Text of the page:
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What is Autism Spectrum Disorder

Dr. Claire Conlon

Senior Clinical Psychologist

Autism Spectrum Disorder (ASD) is a developmental disorder caused by differences in the brain and it affects how a person communicates with and relates to other people. It also affects how they understand and make sense of the world around them. It is a spectrum condition, which means that, while all people with autism share certain difficulties, their condition will affect them in different ways. To date autism has been more common in males than females but we are getting better at detecting the profile of girls with autism, as they can present a little differently to boys.

It is important to remember that the cause of ASD is not yet known. Most evidence points to a combination of environmental and genetic factors. It is known however, that ASD is not caused by parenting styles. Parents of children with ASD are just like everyone else. ASD is prevalent in all cultures and all backgrounds. It is also proven that ASD is not caused by vaccinations.

A child with ASD has difficulties in the following areas:

1. Social communication and interaction.

• Has difficulty making friends and keeping friends

• Can be interested in others but often only in order to have their needs met

• Possibly be affectionate but on their own terms and not always at the right time or place

• Lack motivation to please others

• Be friendly but with odd or unusual interactions

• Have little or no understanding of unspoken social rules

• Have limited interaction, particularly with unfamiliar people or in unfamiliar circumstances

2. Rigidity and repetitive type behaviours

• Using toys as objects or in a repetitive way

• Whirling wheels of toy car or very focused on looking at the small parts of objects in a particular way

• Inability to play or write imaginatively or only in relation to one area or interest

• Resisting change – e.g taking a different route to school

• Playing the same game over and over – sometimes based on a video or television character, but unwilling to follow others’ ideas

• Learning things easily by rote but with limited understanding

• Inability to see things from other’s points of view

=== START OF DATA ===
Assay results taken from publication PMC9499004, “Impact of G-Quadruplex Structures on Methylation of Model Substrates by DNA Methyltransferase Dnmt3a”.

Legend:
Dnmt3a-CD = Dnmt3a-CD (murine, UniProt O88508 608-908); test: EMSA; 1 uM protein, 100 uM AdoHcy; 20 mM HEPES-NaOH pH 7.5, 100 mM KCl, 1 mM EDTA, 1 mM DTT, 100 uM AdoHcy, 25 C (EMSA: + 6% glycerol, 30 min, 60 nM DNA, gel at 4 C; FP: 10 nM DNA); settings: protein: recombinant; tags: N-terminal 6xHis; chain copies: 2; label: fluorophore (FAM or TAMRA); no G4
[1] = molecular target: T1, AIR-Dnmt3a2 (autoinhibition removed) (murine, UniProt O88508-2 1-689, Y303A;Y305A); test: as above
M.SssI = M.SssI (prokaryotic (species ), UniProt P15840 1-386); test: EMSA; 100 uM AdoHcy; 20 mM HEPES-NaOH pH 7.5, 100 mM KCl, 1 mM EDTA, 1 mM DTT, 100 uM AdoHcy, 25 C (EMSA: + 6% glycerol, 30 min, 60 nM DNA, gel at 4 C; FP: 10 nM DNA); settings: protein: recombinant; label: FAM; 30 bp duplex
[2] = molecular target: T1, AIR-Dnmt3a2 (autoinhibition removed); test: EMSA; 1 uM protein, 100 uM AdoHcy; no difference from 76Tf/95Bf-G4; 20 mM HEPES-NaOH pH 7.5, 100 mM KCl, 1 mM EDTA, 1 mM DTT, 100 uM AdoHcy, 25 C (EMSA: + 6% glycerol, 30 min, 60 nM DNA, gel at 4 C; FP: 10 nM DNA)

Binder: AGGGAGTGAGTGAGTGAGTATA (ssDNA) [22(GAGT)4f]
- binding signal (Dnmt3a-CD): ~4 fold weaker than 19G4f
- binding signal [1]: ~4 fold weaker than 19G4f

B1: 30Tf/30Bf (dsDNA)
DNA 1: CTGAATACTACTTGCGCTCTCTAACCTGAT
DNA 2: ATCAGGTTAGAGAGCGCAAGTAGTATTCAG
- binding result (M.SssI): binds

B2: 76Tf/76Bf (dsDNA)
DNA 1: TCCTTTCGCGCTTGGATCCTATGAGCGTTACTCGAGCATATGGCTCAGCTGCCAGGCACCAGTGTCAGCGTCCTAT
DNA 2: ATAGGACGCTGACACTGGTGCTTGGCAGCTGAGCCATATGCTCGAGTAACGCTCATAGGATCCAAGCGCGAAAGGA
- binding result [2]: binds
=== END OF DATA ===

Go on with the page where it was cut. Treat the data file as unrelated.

• Following rules rigidly and not understanding exceptions

• Limited ability to predict what will happen next or to recall/re-use past experiences

• Develop stereotypical body movements (e.g flapping hands, some may rock back and forth)

What should I do if I am concerned?

Having your child diagnosed with autism is a huge turning point in a long journey for you and your family. For some it may be a relief to have a name for something that they have been trying to make sense of for a long time. However, for most people this is mixed with sadness and perhaps feelings of loss or anger, and many struggle to come to terms with such a diagnosis.

Whatever you feel, know that the concerns you have had for your child are valid and you can now begin to prepare yourself and your child for the new journey ahead and new dreams. It is also important to remember that you are not alone and that thousands of parents are sharing this journey with you. Seeking support or even chatting to other parents of children with an ASD will enable you to share your experiences, cope with your child’s diagnosis and plan for a bright and happy future.

How do I get my child assessed for ASD?

If you are concerned you should seek advice on getting an assessment from your local paediatric/disability service through your GP. If you are going privately for assessment you should seek advice on making sure they follow the NICE guidelines on assessment for Autism this means they should use standardised measures such as the ADOS 2 or BOSA, ADI-R and/or an in-depth interview with you about your child’s developmental history. They should observe your child and ideally talk to their educational provider to get a good understanding of their presentation in more than one setting.

What do I do if my child has just been diagnosed?

It is normal to have a range of reactions following a diagnosis of ASD, from relief to anger to devastation. Know that the diagnosis has not changed your child in any way but given a language to better understand their needs. In fact, the earlier the diagnosis is made the more specific support the child can get to help them manage any difficulties they have and help them to reach their potential in school with the right supports. It is helpful to join a parent’s group, or forum following a diagnosis to chat with other parents going through a similar process. However, it is also important to know that no two children with ASD are the same and therefore what another child is struggling with in the future or currently may not be the same for your child. Talking together with your partner is also important as you may both have different ideas of what the diagnosis means for you and your family. Take the time to process the information and ask questions and seek support from local services when needed.

For more in-depth information on ASD, how to recognise it and how to support your child and family through a diagnosis you can check out the workshop on ‘Understanding and Managing ASD’ on my page

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